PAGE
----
Bayer is to reacquire some of the marketing rights to its erectile dysfunction offering, Levitra (vardenafil), from UK partner GlaxoSmithKline, at a cost of 208 million euros in cash, the two firms revealed this morning.
Specifically, GSK has returned the co-promotion rights to the major European markets, Asia Pacific, Africa, Latin America and Canada where the two companies currently co-promote the drug. However, there will be no change to the situation in the all-important US market where Bayer markets the drug with GSK under a separate distribution agreement with Schering-Plough [[13/09/04b]]. Bayer will take a 118 million-euro hit to its first quarter 2005 earnings as a result of the agreement, but expects the transaction will add to its earnings in 2006.
A spokesman for GSK told PharmaTimes News Online that the ED although the market has grown overall, it has not increased to the extent that the company had anticipated. He explained that the firm has decided to concentrate its efforts on the products where it sees greatest future growth potential – namely its top-selling drug, Seretide (fluticasone and salmeterol), for the treatment of asthma and chronic obstructive pulmonary disease, which brought in sales in excess of £1.3 billion in the first half of 2004, and Avandamet (rosiglitazone and metformin) for diabetes. In a statement, David Stout, president of GSK’s pharmaceutical operations, said: “This agreement represents an opportunity for GSK and Bayer to realise the maximum potential from Levitra.”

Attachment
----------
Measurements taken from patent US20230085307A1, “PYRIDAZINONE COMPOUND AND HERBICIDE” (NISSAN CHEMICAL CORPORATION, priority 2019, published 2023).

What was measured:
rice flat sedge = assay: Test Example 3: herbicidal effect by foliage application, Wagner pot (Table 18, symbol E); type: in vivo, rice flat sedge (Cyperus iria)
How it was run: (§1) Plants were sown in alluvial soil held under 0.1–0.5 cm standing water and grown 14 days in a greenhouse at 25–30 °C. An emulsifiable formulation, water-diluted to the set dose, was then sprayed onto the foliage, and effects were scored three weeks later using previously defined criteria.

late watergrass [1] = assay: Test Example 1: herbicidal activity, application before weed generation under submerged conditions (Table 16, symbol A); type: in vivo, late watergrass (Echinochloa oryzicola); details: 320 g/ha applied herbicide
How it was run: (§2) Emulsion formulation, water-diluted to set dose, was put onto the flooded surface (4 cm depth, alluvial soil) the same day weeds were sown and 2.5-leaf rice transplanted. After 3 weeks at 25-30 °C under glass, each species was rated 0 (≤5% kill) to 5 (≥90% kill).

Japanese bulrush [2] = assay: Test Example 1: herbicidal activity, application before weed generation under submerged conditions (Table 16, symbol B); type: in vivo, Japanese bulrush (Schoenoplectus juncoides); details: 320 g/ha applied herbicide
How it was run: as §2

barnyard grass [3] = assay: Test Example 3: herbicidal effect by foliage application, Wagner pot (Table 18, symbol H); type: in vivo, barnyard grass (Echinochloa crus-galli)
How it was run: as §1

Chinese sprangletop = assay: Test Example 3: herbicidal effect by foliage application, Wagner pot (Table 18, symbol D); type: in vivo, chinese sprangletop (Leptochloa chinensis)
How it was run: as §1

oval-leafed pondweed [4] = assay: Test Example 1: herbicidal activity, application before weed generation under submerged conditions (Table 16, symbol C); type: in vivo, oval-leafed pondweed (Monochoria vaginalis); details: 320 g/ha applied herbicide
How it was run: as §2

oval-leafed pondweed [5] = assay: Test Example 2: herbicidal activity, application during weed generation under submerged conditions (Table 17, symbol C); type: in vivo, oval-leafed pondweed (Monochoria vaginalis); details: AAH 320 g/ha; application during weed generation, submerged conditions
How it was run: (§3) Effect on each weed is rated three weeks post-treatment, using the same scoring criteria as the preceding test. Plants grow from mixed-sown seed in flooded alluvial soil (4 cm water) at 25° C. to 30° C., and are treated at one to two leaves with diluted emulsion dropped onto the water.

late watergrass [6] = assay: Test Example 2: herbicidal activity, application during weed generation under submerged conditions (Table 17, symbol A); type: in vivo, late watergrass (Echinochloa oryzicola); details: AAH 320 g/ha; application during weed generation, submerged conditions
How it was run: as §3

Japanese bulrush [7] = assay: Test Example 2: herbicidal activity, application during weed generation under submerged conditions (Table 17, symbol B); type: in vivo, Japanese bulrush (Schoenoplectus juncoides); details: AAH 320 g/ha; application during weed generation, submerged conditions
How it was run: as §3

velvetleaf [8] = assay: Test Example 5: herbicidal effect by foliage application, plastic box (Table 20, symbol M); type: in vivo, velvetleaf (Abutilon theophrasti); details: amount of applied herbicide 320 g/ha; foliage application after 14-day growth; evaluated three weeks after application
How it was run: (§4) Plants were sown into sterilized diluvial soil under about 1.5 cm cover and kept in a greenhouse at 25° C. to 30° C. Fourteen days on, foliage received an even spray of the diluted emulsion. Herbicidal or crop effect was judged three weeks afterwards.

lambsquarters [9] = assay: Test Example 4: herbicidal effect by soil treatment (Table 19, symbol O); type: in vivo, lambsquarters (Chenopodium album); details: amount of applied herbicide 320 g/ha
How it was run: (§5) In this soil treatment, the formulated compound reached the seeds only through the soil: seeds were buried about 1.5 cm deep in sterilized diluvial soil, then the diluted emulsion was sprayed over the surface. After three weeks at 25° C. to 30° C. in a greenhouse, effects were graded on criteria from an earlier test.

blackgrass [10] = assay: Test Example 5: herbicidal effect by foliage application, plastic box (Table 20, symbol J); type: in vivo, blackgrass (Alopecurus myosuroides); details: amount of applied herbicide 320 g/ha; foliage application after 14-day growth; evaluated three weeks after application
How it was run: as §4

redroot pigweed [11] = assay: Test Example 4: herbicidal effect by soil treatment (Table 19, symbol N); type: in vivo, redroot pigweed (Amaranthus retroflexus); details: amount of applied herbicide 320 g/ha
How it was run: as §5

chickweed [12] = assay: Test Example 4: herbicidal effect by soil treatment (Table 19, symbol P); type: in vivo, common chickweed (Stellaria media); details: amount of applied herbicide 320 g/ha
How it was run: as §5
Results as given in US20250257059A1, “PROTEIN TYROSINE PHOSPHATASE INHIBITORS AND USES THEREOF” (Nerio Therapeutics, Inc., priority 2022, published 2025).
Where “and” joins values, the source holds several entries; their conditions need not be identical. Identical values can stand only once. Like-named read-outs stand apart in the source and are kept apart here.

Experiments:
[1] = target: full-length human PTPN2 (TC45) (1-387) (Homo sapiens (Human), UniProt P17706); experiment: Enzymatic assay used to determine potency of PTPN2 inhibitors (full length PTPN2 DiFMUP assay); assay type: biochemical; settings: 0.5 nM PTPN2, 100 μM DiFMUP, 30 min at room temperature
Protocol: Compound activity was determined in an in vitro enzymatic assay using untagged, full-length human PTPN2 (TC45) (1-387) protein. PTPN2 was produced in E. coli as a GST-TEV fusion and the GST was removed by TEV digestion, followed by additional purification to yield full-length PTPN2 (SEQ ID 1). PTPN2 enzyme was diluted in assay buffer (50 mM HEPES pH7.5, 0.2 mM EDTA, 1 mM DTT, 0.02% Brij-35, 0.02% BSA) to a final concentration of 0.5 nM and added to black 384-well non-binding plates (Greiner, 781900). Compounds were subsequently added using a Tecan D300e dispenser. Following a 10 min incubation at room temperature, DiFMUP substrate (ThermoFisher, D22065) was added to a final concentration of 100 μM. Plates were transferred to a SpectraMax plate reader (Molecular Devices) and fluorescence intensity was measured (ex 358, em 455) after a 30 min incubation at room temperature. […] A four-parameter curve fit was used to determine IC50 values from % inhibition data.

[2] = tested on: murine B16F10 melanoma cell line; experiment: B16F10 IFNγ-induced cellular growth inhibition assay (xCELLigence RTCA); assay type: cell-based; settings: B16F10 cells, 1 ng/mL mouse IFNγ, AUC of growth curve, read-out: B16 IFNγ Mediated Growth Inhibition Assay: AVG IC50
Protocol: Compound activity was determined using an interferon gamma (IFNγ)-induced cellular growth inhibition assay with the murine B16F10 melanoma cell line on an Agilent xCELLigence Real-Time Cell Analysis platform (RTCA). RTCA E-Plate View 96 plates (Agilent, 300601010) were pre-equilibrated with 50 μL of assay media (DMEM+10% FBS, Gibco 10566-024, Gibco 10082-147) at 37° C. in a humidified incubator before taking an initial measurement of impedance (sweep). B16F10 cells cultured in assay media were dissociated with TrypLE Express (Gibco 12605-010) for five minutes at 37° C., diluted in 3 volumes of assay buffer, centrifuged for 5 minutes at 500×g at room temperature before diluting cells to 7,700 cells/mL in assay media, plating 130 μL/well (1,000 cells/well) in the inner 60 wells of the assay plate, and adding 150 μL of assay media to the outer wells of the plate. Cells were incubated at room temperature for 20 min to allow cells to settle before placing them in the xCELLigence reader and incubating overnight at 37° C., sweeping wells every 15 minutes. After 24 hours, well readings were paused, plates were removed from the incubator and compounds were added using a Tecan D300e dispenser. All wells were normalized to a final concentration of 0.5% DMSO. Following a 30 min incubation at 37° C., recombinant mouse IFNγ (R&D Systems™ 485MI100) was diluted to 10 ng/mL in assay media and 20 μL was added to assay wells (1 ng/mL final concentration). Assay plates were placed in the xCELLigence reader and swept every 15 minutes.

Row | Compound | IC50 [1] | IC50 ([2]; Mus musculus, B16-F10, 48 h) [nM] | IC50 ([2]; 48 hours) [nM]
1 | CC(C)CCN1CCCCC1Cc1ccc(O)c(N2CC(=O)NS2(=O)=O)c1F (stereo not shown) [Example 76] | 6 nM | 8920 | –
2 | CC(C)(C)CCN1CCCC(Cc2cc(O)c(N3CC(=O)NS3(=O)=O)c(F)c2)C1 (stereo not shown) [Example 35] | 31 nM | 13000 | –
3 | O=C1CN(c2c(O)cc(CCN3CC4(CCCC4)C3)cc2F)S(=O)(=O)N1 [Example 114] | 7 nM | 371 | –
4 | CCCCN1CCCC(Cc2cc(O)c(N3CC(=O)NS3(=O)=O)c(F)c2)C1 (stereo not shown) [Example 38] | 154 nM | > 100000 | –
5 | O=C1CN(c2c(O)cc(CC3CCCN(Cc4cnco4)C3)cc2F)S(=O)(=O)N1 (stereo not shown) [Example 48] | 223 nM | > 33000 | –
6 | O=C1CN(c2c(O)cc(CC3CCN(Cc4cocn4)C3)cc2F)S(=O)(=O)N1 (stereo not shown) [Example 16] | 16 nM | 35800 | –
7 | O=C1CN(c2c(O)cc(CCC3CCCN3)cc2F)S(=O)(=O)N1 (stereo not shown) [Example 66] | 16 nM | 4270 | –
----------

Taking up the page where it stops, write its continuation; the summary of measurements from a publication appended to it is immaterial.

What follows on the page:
Levitra has failed to become the blockbuster drug the firms had anticipated, with its sales lagging behind those of its key rivals – Pfizer’s Viagra (sildenafil), and Eli Lilly’s Cialis (tadalafil). However, Bayer remains confident about Levitra’s future potential [[26/11/04a]], and says that the decision was “a logical step” in enhancing its European, Latin American and Asian capabilities, where the firm says it already has a strong primary care organisation.